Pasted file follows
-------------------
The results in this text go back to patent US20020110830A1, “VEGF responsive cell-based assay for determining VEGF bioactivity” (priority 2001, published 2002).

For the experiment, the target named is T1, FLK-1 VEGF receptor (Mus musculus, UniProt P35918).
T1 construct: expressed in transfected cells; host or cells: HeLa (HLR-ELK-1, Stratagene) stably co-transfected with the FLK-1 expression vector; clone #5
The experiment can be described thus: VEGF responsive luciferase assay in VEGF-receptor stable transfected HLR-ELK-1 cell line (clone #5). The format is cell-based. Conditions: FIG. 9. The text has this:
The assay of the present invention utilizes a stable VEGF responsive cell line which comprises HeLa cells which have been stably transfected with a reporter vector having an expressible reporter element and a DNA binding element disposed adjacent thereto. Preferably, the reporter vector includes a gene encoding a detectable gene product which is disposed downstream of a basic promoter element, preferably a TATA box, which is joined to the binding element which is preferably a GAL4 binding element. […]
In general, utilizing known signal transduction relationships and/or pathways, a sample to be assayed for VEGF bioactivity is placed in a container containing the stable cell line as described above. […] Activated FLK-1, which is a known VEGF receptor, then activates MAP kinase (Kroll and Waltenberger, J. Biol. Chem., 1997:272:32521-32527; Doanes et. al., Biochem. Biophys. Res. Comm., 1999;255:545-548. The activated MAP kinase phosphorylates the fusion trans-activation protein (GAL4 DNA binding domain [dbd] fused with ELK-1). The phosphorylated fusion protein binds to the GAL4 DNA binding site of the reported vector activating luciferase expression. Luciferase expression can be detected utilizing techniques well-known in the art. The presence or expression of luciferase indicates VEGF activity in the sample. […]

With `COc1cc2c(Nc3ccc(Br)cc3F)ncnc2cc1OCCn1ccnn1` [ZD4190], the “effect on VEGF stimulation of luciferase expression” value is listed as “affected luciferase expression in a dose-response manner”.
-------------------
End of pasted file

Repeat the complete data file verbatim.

The results in this text go back to patent US20020110830A1, “VEGF responsive cell-based assay for determining VEGF bioactivity” (priority 2001, published 2002).

For the experiment, the target named is T1, FLK-1 VEGF receptor (Mus musculus, UniProt P35918).
T1 construct: expressed in transfected cells; host or cells: HeLa (HLR-ELK-1, Stratagene) stably co-transfected with the FLK-1 expression vector; clone #5
The experiment can be described thus: VEGF responsive luciferase assay in VEGF-receptor stable transfected HLR-ELK-1 cell line (clone #5). The format is cell-based. Conditions: FIG. 9. The text has this:
The assay of the present invention utilizes a stable VEGF responsive cell line which comprises HeLa cells which have been stably transfected with a reporter vector having an expressible reporter element and a DNA binding element disposed adjacent thereto. Preferably, the reporter vector includes a gene encoding a detectable gene product which is disposed downstream of a basic promoter element, preferably a TATA box, which is joined to the binding element which is preferably a GAL4 binding element. […]
In general, utilizing known signal transduction relationships and/or pathways, a sample to be assayed for VEGF bioactivity is placed in a container containing the stable cell line as described above. […] Activated FLK-1, which is a known VEGF receptor, then activates MAP kinase (Kroll and Waltenberger, J. Biol. Chem., 1997:272:32521-32527; Doanes et. al., Biochem. Biophys. Res. Comm., 1999;255:545-548. The activated MAP kinase phosphorylates the fusion trans-activation protein (GAL4 DNA binding domain [dbd] fused with ELK-1). The phosphorylated fusion protein binds to the GAL4 DNA binding site of the reported vector activating luciferase expression. Luciferase expression can be detected utilizing techniques well-known in the art. The presence or expression of luciferase indicates VEGF activity in the sample. […]

With `COc1cc2c(Nc3ccc(Br)cc3F)ncnc2cc1OCCn1ccnn1` [ZD4190], the “effect on VEGF stimulation of luciferase expression” value is listed as “affected luciferase expression in a dose-response manner”.